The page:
JACKSONVILLE – This would be a remarkable comeback story.
Brennan Williams knows that. He knows, too, many people figure he won't be making it back at all.
But Williams, a 24-year-old right tackle who underwent two significant knee surgeries in the last two seasons before signing with the Jaguars last week, said he doesn't necessarily see himself as a comeback story.
Yes, the last two years have been difficult. And yes, obstacles have been overcome.
But Williams, a third-round selection by the Houston Texans in the 2013 NFL Draft, said he has never doubted himself. And when it comes to being able to play at the level at which he played before two microfracture knee surgeries, he certainly doesn't doubt himself now.
"I'm better off for it," Williams said this week.
And Williams means more than mentally, too.
To hear him tell it, he feels stronger and better overall than he has in a long, long time.
He said he proved this to himself throughout a long, difficult rehabilitation. That process culminated in a sense when he signed with the Jaguars after a workout in Jacksonville last week.
"It's taken a long time, and I know microfracture is kind of the buzzword right now – the career-changing injury – but I've put together the best possible team to get to get back to the point where I was at," Williams said. "It's been a long time coming, but I've been working with some great guys and my rehab has gone well. I'm close to 100 percent, and I'm three months early for that."
Signing with Jacksonville was a good day, and though it hardly guarantees him a roster spot, it was a welcome positive moment for a player who has been through a lot of tough ones lately.
Williams, selected No. 89 overall in 2013 by Houston, played in just one game that preseason before undergoing microfracture surgery. That ended his rookie season. And when the Texans released him in July 2014 with a failed physical designation after learning a second surgery was needed. He wasn't surprised. Nor was he bitter.
"Obviously, you'd like for things to go better," he said. "The last time I got cut was eighth grade basketball. It's hard to take rejection, but I understand it's a business. I wouldn't have kept me around another year after I found out I needed another surgery."
But while he understood the Texans' decision, Williams said he never saw the release as the end of the NFL.
Williams underwent a second microfracture surgery last August to address issues that he said arose during the first rehabilitation process. He called the situation "unfortunate," and said while the issues were related "in the sense that sometimes when you're rehabbing an injury other things go wrong," each is now healed.
"It's tough to have that kind of a break, but I figure you end up where you're supposed to end up," he said. "You put your nose to the grindstone and keep on working."
Williams added with a laugh, "I've got my career injuries out of the way early."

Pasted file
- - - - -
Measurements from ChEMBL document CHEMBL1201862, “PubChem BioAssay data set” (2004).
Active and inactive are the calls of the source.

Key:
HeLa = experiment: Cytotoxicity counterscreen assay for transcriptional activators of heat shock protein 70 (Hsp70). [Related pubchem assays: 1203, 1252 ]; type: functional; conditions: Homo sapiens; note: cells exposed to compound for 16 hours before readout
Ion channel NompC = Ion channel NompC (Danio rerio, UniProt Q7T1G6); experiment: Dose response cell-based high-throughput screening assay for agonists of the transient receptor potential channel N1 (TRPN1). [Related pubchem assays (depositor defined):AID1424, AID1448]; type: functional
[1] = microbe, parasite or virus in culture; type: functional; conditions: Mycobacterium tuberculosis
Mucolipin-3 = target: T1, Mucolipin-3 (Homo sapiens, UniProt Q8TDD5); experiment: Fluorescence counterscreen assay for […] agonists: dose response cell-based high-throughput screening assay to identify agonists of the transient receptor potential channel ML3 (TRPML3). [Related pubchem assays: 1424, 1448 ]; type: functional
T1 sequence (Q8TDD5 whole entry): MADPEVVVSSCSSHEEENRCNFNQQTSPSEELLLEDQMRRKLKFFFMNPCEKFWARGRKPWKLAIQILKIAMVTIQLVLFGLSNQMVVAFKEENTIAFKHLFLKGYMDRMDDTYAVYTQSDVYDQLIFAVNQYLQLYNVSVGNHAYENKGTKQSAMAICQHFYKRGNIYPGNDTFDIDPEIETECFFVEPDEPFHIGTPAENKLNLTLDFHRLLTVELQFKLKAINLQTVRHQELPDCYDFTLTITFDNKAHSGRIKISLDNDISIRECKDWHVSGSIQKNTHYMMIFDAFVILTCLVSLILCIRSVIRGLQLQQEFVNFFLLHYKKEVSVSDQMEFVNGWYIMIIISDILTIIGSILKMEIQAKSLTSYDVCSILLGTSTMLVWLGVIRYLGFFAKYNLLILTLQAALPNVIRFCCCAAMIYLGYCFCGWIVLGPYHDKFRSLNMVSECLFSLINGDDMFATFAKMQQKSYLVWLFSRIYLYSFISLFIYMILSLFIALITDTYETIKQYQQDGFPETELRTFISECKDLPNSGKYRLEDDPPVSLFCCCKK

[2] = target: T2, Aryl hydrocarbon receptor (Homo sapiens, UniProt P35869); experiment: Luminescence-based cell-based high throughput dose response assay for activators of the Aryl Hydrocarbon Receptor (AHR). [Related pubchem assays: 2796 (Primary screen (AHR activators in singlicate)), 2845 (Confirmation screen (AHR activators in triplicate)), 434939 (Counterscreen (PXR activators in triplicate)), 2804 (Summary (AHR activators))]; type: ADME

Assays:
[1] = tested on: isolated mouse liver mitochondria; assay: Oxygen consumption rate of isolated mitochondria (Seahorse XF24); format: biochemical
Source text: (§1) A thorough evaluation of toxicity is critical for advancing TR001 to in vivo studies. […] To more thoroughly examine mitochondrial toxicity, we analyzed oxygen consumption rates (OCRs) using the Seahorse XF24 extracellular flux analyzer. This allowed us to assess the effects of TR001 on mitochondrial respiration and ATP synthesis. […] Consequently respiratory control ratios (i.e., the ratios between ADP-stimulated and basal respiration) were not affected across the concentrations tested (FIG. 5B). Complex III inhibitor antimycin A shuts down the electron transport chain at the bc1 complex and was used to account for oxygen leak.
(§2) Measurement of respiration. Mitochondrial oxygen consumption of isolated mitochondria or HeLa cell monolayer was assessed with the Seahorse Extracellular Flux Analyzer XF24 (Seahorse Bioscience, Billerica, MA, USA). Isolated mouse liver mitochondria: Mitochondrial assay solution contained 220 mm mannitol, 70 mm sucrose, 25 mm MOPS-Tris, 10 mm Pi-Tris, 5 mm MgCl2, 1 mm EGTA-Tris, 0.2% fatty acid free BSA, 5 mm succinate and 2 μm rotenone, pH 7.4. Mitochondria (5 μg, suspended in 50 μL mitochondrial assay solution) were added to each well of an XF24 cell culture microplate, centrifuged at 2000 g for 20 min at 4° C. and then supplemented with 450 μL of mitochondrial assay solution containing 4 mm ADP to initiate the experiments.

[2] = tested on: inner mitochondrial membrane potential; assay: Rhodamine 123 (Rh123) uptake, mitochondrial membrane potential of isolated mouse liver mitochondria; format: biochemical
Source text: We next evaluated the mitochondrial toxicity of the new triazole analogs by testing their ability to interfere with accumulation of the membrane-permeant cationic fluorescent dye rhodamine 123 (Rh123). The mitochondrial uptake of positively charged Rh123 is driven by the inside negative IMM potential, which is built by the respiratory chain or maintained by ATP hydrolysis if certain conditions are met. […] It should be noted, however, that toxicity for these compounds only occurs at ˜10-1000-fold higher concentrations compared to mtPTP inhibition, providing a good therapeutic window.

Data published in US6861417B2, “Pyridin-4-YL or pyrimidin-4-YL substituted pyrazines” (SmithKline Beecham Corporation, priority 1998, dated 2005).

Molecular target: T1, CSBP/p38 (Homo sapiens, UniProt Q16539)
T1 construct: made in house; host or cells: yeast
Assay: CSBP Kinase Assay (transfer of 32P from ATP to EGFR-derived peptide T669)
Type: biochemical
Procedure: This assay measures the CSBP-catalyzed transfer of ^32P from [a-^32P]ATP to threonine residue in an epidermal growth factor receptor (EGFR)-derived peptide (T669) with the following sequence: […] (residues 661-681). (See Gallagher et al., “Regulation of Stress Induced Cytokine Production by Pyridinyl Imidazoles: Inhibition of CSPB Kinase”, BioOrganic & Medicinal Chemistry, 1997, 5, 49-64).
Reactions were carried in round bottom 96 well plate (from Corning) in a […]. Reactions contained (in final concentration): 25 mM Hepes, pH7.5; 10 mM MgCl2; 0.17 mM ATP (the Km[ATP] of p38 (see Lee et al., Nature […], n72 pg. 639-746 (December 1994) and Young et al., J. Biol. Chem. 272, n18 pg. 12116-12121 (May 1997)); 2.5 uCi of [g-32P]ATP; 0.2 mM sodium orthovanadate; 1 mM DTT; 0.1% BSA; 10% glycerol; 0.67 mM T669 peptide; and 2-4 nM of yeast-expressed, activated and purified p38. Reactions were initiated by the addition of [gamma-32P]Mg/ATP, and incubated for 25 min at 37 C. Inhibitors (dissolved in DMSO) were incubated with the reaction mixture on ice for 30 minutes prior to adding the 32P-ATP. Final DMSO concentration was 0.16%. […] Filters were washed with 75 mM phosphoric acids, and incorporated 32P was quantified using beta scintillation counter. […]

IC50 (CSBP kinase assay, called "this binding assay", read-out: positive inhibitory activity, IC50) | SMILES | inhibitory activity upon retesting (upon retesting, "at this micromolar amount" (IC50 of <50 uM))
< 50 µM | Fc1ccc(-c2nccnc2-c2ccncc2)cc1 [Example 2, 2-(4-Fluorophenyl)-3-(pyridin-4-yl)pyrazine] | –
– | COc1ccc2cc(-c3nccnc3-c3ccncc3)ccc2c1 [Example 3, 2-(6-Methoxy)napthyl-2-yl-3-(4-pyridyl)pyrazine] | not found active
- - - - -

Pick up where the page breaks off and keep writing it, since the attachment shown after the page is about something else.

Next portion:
Williams, a native of North Easton, Massachusetts, who played collegiately at North Carolina, had his surgery performed by renowned knee surgeon Brian Cole. He then spent last fall rehabilitating with a decided New England feel. He worked with trainer Alex Guerrero, who also works with Patriots quarterback Tom Brady, and also worked with Edge Performance Systems in Foxboro, where he worked out in high school.
"It was sort of a 'Rocky' back-to-my-roots time," he said with a laugh.
Williams also worked last fall with former Patriots offensive line coach Dante Scarneccia, long considered one of the NFL's top coaches at the position.
"From a technique standpoint, I feel better than ever," he said, adding of his overall health, "I don't think I'm as big of a risk as other people might think I am. I feel great. I feel better than I did my sophomore year of college. It is a tough surgery but you take what you've got and you make what's best of it.
"I don't think I'm a risk at all and I think everybody's going to see that pretty soon."
Where Williams fits with the Jaguars remains to be seen. The Jaguars have a need at right tackle, where he will compete, but free agency and the draft also remain options.
That's the future, and for Williams a key date in that future comes in mid-March. That's when he will arrive in Jacksonville to begin preparing for the team's voluntary offseason program, which is scheduled to begin in late April.
"The sun is definitely coming out," he said by telephone this week. "I'm sitting here in seven feet of snow, and my wife is very relieved we're going to be down in sunny Jacksonville in a couple of weeks. It's been a long road to get there, but this is where I'm meant to be. The situation couldn't be better for me. I'm just very fortunate.
"When you go through this kind of thing, especially since I've been off the grid so long, you kind of get written off. All I can do is keep working and get to where I need to be.
"Obviously I did well enough that the Jaguars gave me a chance, so I'm very excited for that."